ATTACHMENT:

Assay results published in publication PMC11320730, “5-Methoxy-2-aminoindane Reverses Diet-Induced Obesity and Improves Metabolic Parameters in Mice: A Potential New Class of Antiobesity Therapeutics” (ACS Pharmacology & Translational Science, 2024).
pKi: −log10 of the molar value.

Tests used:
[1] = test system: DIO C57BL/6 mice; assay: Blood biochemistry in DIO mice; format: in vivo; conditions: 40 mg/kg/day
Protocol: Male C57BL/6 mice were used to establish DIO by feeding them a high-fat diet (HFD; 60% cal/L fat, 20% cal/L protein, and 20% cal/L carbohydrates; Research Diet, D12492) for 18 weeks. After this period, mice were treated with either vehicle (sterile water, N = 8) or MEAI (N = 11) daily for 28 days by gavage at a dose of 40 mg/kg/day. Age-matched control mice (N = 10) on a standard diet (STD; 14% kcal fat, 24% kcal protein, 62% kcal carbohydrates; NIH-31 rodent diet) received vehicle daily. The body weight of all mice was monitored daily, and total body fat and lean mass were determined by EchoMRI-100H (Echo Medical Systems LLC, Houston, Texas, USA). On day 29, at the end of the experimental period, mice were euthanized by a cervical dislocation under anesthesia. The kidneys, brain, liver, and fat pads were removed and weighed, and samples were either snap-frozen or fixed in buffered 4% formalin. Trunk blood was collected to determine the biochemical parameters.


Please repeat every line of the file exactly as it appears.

Assay results published in publication PMC11320730, “5-Methoxy-2-aminoindane Reverses Diet-Induced Obesity and Improves Metabolic Parameters in Mice: A Potential New Class of Antiobesity Therapeutics” (ACS Pharmacology & Translational Science, 2024).
pKi: −log10 of the molar value.

Tests used:
[1] = test system: DIO C57BL/6 mice; assay: Blood biochemistry in DIO mice; format: in vivo; conditions: 40 mg/kg/day
Protocol: Male C57BL/6 mice were used to establish DIO by feeding them a high-fat diet (HFD; 60% cal/L fat, 20% cal/L protein, and 20% cal/L carbohydrates; Research Diet, D12492) for 18 weeks. After this period, mice were treated with either vehicle (sterile water, N = 8) or MEAI (N = 11) daily for 28 days by gavage at a dose of 40 mg/kg/day. Age-matched control mice (N = 10) on a standard diet (STD; 14% kcal fat, 24% kcal protein, 62% kcal carbohydrates; NIH-31 rodent diet) received vehicle daily. The body weight of all mice was monitored daily, and total body fat and lean mass were determined by EchoMRI-100H (Echo Medical Systems LLC, Houston, Texas, USA). On day 29, at the end of the experimental period, mice were euthanized by a cervical dislocation under anesthesia. The kidneys, brain, liver, and fat pads were removed and weighed, and samples were either snap-frozen or fixed in buffered 4% formalin. Trunk blood was collected to determine the biochemical parameters.